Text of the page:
This surname of MACKIE is found predominantley in Ulster, where in the majority it is a variant of the Scottish settler name McKay, but it is known to have been assumed also by descendants of the Irish sept MacAodha. The name was derived from the Gaelic AODH, meaning ‘Fire’ and was originally the name of a Pagan God. Early records of the name in Scotland mention John M’Kee who was servant to John de Crauforde in 1460. Patrick Makkee had a grant of lands in Dunguild, Bute in the year 1506. A man named Lang Mcke was taken furth of the stokkis wherein he had been placed by the sherif-deute in Wigtoun, Scotland in the year 1513. The ‘stokkis’ were a now obsolete instrument of punishment in which the ankles of offenders were confined. When the sparse Irish population began to increase it became necessary to broaden the base of personal identification by moving from single names to a more definate nomenclature. The prefix MAC was given to the father’s christian name, or O to that of a grandfather or even earlier ancestor. At first the coat of arms was a practical matter which served a function on the battlefield and in tournaments. With his helmet covering his face and armour encasing the knight from head to foot, the only means of identification for his followers, was the insignia painted on his shield and embroidered on his surcoat, the draped and flowing garment worn over the armour. Alba, the country which became Scotland, was once shared by four races; the Picts who controlled most of the land north of the Central Belt; the Britons, who had their capital at Dumbarton and held sway over the south west, including modern Cumbria; the Angles, who were Germanic in origin and annexed much of the Eastern Borders in the seventh century, and the Scots. The latter came to Alba from the north of Ireland late in the 5th century to establish a colony in present day Argyll, which they named Dalriada, after their homeland. The Latin name SCOTTI simply means a Gaelic speaker.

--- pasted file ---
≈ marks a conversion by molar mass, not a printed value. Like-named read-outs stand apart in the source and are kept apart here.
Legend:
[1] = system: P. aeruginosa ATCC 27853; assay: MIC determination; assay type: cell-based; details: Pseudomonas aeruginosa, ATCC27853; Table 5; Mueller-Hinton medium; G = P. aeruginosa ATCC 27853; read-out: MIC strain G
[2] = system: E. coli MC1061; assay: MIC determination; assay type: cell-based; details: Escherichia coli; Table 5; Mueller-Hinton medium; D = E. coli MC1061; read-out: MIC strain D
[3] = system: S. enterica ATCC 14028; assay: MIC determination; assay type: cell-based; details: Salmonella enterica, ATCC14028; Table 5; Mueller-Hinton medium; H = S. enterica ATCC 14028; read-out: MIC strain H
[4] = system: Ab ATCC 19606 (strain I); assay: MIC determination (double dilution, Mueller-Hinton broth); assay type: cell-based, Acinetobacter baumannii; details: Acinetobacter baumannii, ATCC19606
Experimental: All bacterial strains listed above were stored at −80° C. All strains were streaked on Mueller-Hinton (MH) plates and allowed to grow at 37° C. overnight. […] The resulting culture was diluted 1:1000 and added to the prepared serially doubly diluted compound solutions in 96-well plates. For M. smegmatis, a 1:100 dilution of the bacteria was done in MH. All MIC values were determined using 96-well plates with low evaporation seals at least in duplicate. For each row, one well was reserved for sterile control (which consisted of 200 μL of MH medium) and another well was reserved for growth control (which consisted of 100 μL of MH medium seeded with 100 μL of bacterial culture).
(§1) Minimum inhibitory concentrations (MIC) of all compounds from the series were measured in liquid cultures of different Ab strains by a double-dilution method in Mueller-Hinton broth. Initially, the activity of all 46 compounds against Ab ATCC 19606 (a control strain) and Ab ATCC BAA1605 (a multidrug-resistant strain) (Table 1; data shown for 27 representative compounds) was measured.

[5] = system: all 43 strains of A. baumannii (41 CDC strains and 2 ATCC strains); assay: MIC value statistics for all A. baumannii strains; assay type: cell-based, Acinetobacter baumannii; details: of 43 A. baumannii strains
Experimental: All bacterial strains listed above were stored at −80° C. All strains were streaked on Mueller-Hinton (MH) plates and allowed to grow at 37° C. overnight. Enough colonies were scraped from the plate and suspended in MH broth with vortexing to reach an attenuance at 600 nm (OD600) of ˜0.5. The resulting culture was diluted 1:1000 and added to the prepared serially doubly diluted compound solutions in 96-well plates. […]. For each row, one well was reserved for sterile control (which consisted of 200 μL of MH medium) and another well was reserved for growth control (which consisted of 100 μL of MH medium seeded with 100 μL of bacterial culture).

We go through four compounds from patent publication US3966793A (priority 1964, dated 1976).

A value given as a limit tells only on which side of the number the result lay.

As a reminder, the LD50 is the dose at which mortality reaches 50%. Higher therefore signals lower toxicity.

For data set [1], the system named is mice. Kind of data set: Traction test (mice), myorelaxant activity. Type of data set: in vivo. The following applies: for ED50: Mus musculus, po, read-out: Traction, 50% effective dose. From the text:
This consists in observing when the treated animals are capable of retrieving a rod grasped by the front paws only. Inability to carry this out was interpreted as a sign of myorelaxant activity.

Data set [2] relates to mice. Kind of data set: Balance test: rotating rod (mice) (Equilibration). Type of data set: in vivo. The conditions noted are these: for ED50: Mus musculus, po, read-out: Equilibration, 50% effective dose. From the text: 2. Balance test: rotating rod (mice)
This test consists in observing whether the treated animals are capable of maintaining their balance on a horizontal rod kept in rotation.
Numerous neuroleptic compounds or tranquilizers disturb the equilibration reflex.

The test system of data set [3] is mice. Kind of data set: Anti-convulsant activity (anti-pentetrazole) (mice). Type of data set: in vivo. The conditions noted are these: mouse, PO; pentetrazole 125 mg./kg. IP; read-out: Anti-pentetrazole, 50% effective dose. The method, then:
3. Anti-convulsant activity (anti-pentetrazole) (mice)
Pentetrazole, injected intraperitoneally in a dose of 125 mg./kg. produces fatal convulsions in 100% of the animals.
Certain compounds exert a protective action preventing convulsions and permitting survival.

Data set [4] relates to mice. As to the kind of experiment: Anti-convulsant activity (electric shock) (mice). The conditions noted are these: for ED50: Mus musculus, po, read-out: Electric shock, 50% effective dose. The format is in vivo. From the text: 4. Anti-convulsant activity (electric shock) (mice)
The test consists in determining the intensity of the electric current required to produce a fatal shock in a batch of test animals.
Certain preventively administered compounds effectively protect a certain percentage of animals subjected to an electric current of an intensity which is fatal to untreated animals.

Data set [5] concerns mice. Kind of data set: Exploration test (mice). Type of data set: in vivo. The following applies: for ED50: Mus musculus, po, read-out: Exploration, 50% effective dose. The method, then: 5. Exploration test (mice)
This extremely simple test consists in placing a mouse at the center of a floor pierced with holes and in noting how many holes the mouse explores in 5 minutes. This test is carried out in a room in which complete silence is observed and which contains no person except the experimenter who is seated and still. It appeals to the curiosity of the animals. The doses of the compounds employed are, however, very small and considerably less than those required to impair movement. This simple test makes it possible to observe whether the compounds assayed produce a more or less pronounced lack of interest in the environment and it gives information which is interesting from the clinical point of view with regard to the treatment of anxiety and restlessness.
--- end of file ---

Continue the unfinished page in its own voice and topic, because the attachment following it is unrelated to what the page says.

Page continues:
It seems likely that the expression ‘the real McCoy’ originated with an American boxer, Norman Selby (1873-1940) who adopted the name ‘Kid McCoy’ as his professional name, and wished to distinguish himself from another fighter of the name name.
ARMS – Vert three bears heads or
CREST – A bears head as in the arms
No motto recorded
ORIGIN – IRELAND
Emotional Spectrum . ‘Life was meant to enjoy’, is the key emotion here.
Personal Integrity . Friends know Jolin as a trusted acquaintance.
Personality . With courage and determination, she will go a long way.
Relationships . Many people will find her their best friend.
Travel & Leisure . A trip of a lifetime is in her future.
Career & Money . While no one can buy happiness, her hard work will pay off!
Life’s Opportunities . She must guard against deals that appear too-good-to-be-true
Jolin’s Lucky Numbers: 14 . 41 . 9 . 21 . 18 . 30
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A given name (also known as a personal name, first name, forename, or Christian name) is a part of a person’s full nomenclature. It identifies a specific person, and differentiates that person from other members of a group, such as a family or clan, with whom that person shares a common surname. The term given name refers to the fact that the name is bestowed upon, or given to a child, usually by its parents, at or near the time of birth. This contrasts with a surname (also known as a family name, last name, or gentile name), which is normally inherited, and shared with other members of the child’s immediate family.
Given names are often used in a familiar and friendly manner in informal situations. In more formal situations the surname is more commonly used, unless it is necessary to distinguish between people with the same surname. The idioms “on a first-name basis” and “being on first-name terms” allude to the familiarity of addressing another by a given name.